dried_squid
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dried_squid,
User Rank: Moderator
2/23/2015 | 9:24:34 PM
Is there more?
The stereotype of the millenials may not be right. For that matter, that of Gen Y-ers and Baby Boomers may not be right either.


Why should these stereotypes for the sake of division matter?

 

Because of marketing. For me, a boomer, I suggest everyone rethink these classifications which float above in the clouds.

 

Many times, not all the time, I think stereotypes are political and commercial levers. Can't remember when they helped my community or workplace.

 

For me a boomer, I think some thingee is diverting my attention.

 

Vote with your wallet.
vnewman2
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vnewman2,
User Rank: Ninja
2/23/2015 | 5:17:30 PM
Re: IBM: Stereotypes Of Millennials Are Wrong
"As if standing up for yourself in the workplace is a new idea." It actually is. Standing up for yourself in the workplace is often known as another term - "insubordination" and it can get you fired. I don't take issue with people who have no problem fetching coffee for other people - but not everyone feels that way. It was expected of you at one time if you were new or junior rank; it's not that way any longer. Everyone is perfectly capable of getting their own coffee or making a copy and if you can't - or don't have time - you need some time managment classes or need to check your ego at the door. It's an "old boys club" kind of mentality.
bjwest
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bjwest,
User Rank: Apprentice
2/23/2015 | 12:12:39 PM
IBM: Stereotypes Of Millennials Are Wrong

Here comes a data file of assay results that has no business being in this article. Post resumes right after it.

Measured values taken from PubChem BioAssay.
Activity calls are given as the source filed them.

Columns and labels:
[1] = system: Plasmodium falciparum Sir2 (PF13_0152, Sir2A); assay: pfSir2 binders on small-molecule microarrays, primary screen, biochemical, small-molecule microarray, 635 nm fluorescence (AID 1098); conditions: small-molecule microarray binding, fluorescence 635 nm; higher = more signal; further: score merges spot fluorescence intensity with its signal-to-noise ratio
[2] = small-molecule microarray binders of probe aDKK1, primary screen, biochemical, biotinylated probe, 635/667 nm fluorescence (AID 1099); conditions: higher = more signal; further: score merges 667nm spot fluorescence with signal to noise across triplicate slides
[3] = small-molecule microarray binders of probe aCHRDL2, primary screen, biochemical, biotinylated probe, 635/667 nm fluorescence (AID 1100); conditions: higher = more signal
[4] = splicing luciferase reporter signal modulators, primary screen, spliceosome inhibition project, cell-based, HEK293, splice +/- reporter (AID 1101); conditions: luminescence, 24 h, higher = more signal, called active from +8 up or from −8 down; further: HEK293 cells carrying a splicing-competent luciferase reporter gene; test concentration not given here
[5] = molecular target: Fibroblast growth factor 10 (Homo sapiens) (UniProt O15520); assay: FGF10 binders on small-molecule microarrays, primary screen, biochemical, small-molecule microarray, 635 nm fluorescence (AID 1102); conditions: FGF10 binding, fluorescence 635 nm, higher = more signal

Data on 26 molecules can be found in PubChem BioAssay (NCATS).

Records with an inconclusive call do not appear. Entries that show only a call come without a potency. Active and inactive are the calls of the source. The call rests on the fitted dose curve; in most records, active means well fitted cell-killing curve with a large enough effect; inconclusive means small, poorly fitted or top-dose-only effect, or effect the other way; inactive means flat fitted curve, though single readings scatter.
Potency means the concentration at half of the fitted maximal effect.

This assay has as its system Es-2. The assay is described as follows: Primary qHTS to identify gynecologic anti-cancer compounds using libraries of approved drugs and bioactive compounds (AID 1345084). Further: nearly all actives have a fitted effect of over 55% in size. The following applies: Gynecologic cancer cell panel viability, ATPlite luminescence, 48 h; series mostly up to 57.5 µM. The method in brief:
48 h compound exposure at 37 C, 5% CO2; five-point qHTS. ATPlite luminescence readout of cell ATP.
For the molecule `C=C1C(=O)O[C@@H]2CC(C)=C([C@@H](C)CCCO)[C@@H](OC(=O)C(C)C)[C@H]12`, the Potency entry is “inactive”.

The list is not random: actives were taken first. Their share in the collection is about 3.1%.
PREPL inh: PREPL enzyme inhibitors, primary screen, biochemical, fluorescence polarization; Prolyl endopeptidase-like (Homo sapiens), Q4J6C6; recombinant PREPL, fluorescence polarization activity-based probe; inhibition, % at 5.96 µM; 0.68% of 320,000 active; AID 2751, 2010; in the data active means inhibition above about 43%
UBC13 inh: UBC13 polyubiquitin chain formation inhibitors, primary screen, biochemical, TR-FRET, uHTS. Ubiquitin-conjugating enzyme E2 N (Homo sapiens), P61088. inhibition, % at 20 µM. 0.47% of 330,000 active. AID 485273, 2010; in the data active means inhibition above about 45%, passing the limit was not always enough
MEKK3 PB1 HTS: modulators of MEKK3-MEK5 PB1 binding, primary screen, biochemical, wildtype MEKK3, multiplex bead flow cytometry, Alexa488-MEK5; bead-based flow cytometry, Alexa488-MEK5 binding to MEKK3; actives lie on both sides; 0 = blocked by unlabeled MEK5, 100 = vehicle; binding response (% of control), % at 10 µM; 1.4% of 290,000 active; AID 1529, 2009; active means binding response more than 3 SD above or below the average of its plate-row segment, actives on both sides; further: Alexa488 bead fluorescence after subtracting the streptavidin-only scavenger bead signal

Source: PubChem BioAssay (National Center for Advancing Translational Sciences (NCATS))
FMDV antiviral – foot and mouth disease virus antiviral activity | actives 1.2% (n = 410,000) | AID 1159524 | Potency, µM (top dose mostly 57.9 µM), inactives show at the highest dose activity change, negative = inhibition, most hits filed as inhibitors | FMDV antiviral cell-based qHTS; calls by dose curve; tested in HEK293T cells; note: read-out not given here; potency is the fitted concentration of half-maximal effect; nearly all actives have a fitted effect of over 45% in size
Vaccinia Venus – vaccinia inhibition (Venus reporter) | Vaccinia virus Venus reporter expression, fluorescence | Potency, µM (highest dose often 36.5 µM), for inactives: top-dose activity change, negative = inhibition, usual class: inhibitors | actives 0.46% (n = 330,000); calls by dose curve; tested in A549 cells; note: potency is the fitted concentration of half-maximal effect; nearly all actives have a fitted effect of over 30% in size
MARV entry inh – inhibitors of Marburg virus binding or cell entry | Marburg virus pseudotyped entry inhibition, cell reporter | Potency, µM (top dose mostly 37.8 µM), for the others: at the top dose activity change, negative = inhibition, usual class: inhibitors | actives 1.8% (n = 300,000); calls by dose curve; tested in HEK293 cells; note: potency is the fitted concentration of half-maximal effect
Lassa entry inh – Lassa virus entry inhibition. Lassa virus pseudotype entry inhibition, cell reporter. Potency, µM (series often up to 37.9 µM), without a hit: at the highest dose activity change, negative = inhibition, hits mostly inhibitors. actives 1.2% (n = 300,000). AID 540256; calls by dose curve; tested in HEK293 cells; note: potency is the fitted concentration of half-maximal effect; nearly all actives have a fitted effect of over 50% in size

As if standing up for yourself in the workplace is a new idea. Not one generation has a corner on the idea of "I'm worth more than this," or "We're not going to do it that way anymore." The trick here is to learn from each other. My children are Gen X, Millenial and Gen Z. Two have followed me into the field of technology, and the youngest hasn't decided yet. I know that I was part of a generation that blazed the trails for them...as a woman in the technology arena. No, I didn't make copies...but I was sent for coffee. That action didn't demean me -- it got me in the door. It was just a brief phase that allowed me into the enviroment where I could showcase my skills. It's no different now. I watch what my adult kids encounter now in the workplace, and while it's vastly improved, it's still got a way to go. YOU -- Gen X'ers and Millenials -- are blazing trails now for those generations that follow. Don't complain about it -- that's all they will remember. Instead dig in and make it better.
Kelly22
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Kelly22,
User Rank: Strategist